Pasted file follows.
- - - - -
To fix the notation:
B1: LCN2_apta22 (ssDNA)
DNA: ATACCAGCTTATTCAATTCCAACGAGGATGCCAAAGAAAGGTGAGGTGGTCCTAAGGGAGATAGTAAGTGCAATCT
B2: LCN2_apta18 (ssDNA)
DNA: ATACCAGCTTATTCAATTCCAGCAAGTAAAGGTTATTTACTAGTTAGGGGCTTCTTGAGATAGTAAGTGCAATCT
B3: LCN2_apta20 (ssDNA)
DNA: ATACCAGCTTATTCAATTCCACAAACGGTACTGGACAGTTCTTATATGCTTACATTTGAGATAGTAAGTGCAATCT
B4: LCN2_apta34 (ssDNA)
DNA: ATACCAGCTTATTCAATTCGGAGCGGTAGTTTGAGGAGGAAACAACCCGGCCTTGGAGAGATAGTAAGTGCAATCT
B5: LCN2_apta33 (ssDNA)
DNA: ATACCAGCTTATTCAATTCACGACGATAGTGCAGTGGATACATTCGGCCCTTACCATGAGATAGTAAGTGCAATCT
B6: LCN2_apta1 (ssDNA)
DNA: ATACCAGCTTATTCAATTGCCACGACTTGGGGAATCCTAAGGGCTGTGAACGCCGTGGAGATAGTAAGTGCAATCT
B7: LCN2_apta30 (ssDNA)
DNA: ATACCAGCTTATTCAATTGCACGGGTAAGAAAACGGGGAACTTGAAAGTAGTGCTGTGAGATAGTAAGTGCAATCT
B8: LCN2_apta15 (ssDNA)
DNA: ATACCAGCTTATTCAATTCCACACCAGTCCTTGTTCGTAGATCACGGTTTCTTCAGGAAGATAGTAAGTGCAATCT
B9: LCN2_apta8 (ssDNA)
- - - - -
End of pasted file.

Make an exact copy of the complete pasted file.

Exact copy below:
To fix the notation:
B1: LCN2_apta22 (ssDNA)
DNA: ATACCAGCTTATTCAATTCCAACGAGGATGCCAAAGAAAGGTGAGGTGGTCCTAAGGGAGATAGTAAGTGCAATCT
B2: LCN2_apta18 (ssDNA)
DNA: ATACCAGCTTATTCAATTCCAGCAAGTAAAGGTTATTTACTAGTTAGGGGCTTCTTGAGATAGTAAGTGCAATCT
B3: LCN2_apta20 (ssDNA)
DNA: ATACCAGCTTATTCAATTCCACAAACGGTACTGGACAGTTCTTATATGCTTACATTTGAGATAGTAAGTGCAATCT
B4: LCN2_apta34 (ssDNA)
DNA: ATACCAGCTTATTCAATTCGGAGCGGTAGTTTGAGGAGGAAACAACCCGGCCTTGGAGAGATAGTAAGTGCAATCT
B5: LCN2_apta33 (ssDNA)
DNA: ATACCAGCTTATTCAATTCACGACGATAGTGCAGTGGATACATTCGGCCCTTACCATGAGATAGTAAGTGCAATCT
B6: LCN2_apta1 (ssDNA)
DNA: ATACCAGCTTATTCAATTGCCACGACTTGGGGAATCCTAAGGGCTGTGAACGCCGTGGAGATAGTAAGTGCAATCT
B7: LCN2_apta30 (ssDNA)
DNA: ATACCAGCTTATTCAATTGCACGGGTAAGAAAACGGGGAACTTGAAAGTAGTGCTGTGAGATAGTAAGTGCAATCT
B8: LCN2_apta15 (ssDNA)
DNA: ATACCAGCTTATTCAATTCCACACCAGTCCTTGTTCGTAGATCACGGTTTCTTCAGGAAGATAGTAAGTGCAATCT
B9: LCN2_apta8 (ssDNA)